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Map Your Neighborhood

“Map Your Neighborhood” is a program designed to help neighborhoods

prepare for disasters.

Using it you can increase your odds of survival in a disaster. 

Statistics show that 90% of all survivors of disasters are rescued

by other survivors. 

It may be up to you to save the life of another or you may depend on

your neighbors to rescue you or your loved ones.

The human psyche likes to delude itself by thinking “it can never happen to me” 

yet our community is vulnerable to a range of potential disasters and

experts agree the question is not IF something is going to happen,

rather WHEN is something going to happen.

This program is FEMA endorsed and has been successfully implemented

in 43 states. (Check if your state is one of them. The list is at the bottom

of the page).

The program was first utilized during the 17 October 1989 Loma Prieta earthquake in California.

MYN is a program designed to help neighborhoods prepare for disaster. 

 Neighbors learn to work together as a team to evaluate their neighborhood following a disaster 

to increase neighbors’ capacity to survive and be self-sufficient for the first 72 hours after a disaster. 

This is particularly important when local police, fire, paramedic, 

and other professional responder services are overwhelmed.

The program aims to help communities identify which residents have useful skills 

for emergency response, residents who have specific needs that must be attended to immediately 

in an emergency, and the location of useful materials

in their neighborhoods (like natural gas and propane tanks).

MYN provides a step-by-step process that neighbors work on together

to prepare their neighborhoods for disasters. Neighborhood leaders

or “organizers” complete a two hour “Become a MYN Organizer” program 

that gives them the materials and skills to reach out into their neighborhoods 

and implement the MYN program.

Neighborhood residents may meet at one person’s home for a 90-minute preparedness meeting 

in which MYN program materials will help attendees to learn the 9 steps to take immediately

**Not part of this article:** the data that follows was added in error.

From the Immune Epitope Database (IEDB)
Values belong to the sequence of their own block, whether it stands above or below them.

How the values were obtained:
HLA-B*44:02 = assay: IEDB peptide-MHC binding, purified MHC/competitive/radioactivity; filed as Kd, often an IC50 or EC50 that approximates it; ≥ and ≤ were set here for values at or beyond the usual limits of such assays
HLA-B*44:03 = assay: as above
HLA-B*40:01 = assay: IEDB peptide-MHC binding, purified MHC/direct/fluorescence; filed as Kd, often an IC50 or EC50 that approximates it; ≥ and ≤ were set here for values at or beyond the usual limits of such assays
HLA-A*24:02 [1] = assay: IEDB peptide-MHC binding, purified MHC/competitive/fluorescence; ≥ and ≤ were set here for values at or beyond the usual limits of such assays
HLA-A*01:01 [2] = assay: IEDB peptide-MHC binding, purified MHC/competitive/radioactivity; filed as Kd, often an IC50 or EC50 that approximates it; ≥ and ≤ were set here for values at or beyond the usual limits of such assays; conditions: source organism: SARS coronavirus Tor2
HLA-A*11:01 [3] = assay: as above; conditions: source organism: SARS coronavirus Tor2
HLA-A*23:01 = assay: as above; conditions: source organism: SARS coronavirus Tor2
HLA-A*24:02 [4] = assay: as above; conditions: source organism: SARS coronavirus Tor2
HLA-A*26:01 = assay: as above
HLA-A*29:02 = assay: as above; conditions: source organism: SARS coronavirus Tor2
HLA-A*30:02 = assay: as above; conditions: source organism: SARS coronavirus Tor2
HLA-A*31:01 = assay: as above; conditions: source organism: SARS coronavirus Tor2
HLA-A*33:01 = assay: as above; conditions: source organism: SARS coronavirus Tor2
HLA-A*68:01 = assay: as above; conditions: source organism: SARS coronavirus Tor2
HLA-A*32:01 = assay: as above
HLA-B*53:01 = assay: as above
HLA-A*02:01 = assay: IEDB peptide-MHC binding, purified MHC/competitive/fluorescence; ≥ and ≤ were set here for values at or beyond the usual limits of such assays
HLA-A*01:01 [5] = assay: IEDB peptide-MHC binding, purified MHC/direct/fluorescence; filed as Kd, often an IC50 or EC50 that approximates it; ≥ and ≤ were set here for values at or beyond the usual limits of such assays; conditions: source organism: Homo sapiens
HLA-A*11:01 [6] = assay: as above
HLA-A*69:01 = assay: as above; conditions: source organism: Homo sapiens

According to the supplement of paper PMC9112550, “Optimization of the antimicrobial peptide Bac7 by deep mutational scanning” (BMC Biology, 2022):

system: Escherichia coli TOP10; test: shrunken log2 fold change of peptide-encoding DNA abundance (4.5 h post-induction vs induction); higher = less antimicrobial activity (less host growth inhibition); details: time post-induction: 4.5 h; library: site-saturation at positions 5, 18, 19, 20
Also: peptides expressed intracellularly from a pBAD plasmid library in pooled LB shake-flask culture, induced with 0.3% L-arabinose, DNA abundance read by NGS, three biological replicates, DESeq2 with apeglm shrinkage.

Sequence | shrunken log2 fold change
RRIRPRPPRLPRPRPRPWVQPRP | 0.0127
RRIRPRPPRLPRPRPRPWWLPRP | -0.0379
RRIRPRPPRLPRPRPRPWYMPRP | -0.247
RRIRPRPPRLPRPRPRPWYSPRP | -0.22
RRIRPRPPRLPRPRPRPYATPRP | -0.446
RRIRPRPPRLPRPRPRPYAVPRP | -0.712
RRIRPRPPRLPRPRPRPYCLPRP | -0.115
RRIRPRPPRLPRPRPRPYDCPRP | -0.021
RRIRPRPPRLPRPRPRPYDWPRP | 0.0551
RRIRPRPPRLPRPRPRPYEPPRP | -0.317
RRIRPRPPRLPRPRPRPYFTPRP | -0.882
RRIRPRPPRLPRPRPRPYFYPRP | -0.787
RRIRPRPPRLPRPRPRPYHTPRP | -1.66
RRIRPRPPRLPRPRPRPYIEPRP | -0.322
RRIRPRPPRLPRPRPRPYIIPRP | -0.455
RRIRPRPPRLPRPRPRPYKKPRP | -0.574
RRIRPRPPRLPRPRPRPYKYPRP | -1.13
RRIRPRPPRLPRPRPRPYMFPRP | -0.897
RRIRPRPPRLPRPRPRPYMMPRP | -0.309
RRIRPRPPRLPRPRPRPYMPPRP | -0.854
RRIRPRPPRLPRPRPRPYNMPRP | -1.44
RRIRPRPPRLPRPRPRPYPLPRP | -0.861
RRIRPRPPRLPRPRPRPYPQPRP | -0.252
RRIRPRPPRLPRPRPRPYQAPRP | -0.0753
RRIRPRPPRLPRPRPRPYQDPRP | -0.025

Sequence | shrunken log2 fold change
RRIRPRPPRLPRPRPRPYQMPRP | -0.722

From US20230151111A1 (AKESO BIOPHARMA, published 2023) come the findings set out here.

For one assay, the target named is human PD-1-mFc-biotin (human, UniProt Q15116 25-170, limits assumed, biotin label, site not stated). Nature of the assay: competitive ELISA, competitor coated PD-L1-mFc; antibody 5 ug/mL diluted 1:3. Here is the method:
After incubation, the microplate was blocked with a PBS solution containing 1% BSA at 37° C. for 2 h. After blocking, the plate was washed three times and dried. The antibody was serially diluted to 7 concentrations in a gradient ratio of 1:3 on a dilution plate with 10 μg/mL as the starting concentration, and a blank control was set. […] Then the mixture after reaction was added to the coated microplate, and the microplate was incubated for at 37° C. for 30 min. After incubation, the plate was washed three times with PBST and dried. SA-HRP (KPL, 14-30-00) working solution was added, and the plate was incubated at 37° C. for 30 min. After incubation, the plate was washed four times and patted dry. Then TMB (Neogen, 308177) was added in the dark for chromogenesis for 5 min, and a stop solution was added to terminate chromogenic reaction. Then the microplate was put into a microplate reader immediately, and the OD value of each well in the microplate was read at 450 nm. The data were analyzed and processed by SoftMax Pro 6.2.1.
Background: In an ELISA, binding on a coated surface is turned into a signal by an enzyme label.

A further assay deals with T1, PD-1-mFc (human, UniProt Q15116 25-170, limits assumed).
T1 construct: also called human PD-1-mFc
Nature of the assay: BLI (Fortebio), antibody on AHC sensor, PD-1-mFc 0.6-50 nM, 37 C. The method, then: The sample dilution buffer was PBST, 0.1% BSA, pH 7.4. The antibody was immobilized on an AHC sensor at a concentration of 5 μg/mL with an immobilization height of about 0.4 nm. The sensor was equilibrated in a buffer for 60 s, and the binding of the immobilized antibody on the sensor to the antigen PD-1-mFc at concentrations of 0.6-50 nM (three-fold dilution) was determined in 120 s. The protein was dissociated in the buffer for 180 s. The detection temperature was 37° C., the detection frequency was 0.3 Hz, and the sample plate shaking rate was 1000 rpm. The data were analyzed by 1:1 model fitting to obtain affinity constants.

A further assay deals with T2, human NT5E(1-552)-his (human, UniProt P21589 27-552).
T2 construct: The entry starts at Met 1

following a disaster.

The 9 Steps -

Steps 1 through 7 are Individual Steps.

Step 1 - Take care of your home and family.

Step 2 - Protect your head, hands and feet.

Step 3 - Shut off the Natural Gas/Propane at your home.

(only if you smell gas or hear a hissing sound)

Step 4 - Shut Off the water at the house main.

Step 5 - Post "OK" or "Help" Cards in your window.

Step 6 - Put Fire Extinguishers out on the sidewalk or street edge.

Step 7 - Check in at the Neighborhood Gathering Site.

Steps 8 and 9 are Community Steps.

Step 8 - Assign groups of neighbors to accomplish the 4 Critical Tasks.

Step 9 - Report back to the Neighborhood Gathering Site with the information

you gathered. The entire neighborhood will know what happened and

what steps need to be taken next.

Neighborhood Mapping

This identify skills and equipment each neighbor has that may help in such

a event (such as who knows about plumbing or electrical issues, who knows

CPR and First Aid, who has tools that can be used).

It also creates a neighborhood map pinpointing the locations of all natural

gas meters, electrical lines and other information which can be needed.

A list is then compiled which includes the names of neighborhood residents

who may need extra help in a disaster such as the elderly, people with disabilities, 

or children who are home alone during certain times of the day.

Finally, neighbors will pick locations that will serve as Neighborhood Gathering Site 

and Neighborhood Care Center. 

Immediately After a Disaster

Residents check to ensure that their own families and homes are safe and sound.

Those who are able then go to the designated Neighborhood Gathering Site, 

where they use the skills and equipment information prepared earlier 

to assemble teams to accomplish the 4 Critical Tasks.

Task 1 - Monitor local radio broadcasts for emergency information.

Task 2 - Use the neighborhood contact list to check on individuals who

may need extra assistance and transport them to the care center.

Task 3 - Check neighborhood gas meters and shuts them off - only if need.

Task 4 - Walk door-to-door to check on homes displaying the “Help” placard

(or no placard).

As the teams complete their assignments, they report back to the gathering site 

and make further plans as required.

To start a MYN Program where you live -

Check with your local authorities or CERT to find out if the program exists.

You can ask for brochures and worksheets.

You can also do a search on your computer for your local MYN Program.

Here is the link to the videos covering what happens in the initial meeting.

There are 11 segments, which you can put on a disc or a thumb drive to use

in your presentations.


The question is not IF a Disaster or Medical Emergency

is going to happen,

Rather WHEN is something going to happen.

Make sure to include All members of your family -

the elderly, special needs people, children and your pets!

Partners in forty-three (43) states, including Washington, have found MYN

to be a cost effective and time efficient approach to neighborhood preparedness.

MYN has partners in the following states: AK, AL, AR, AZ, CA, CO, CT,


NC, NE, NH, NV, NY, OH, OK, OR, PA, SC, SD, TN, TX, UT, VA, WI, and WV.

The program was developed by Dr. LuAn K. Johnson, PhD.

 LuAn is the Public Education Program Manager for the Washington State

Emergency Management Department. created model, "Map Your Neighborhood",

following analyzing responses to the 1989 Loma Prieta Earthquake in San Francisco

and the 2001 Nisqually Earthquake in Washington.

She has worked with neighborhoods in 16 states across the country.

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